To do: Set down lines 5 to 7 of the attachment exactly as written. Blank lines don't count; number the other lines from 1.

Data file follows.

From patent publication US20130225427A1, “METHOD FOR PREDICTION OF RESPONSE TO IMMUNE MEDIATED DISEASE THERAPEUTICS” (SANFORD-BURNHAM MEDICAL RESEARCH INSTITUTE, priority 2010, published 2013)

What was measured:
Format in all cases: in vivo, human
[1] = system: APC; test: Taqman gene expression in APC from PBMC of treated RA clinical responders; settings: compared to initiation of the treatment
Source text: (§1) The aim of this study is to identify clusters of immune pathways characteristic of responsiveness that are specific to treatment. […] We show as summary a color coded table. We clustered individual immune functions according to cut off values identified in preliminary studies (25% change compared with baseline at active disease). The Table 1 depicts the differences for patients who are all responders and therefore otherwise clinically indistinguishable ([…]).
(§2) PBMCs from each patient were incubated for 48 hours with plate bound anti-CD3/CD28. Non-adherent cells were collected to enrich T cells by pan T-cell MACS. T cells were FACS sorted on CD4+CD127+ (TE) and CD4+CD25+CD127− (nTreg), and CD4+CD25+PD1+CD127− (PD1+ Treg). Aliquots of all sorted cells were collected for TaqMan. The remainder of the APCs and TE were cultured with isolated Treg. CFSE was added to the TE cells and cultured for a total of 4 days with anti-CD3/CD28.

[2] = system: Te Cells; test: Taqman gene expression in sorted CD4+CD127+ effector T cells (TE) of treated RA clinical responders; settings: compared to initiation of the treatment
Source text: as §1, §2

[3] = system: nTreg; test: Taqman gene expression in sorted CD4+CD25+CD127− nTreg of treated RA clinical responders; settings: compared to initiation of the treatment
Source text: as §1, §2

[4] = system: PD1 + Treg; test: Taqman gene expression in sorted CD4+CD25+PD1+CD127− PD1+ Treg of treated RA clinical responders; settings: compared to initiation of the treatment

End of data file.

Source text: (§1) The aim of this study is to identify clusters of immune pathways characteristic of responsiveness that are specific to treatment. […] We show as summary a color coded table. We clustered individual immune functions according to cut off values identified in preliminary studies (25% change compared with baseline at active disease). The Table 1 depicts the differences for patients who are all responders and therefore otherwise clinically indistinguishable ([…]).
(§2) PBMCs from each patient were incubated for 48 hours with plate bound anti-CD3/CD28. Non-adherent cells were collected to enrich T cells by pan T-cell MACS. T cells were FACS sorted on CD4+CD127+ (TE) and CD4+CD25+CD127− (nTreg), and CD4+CD25+PD1+CD127− (PD1+ Treg). Aliquots of all sorted cells were collected for TaqMan. The remainder of the APCs and TE were cultured with isolated Treg. CFSE was added to the TE cells and cultured for a total of 4 days with anti-CD3/CD28.

[2] = system: Te Cells; test: Taqman gene expression in sorted CD4+CD127+ effector T cells (TE) of treated RA clinical responders; settings: compared to initiation of the treatment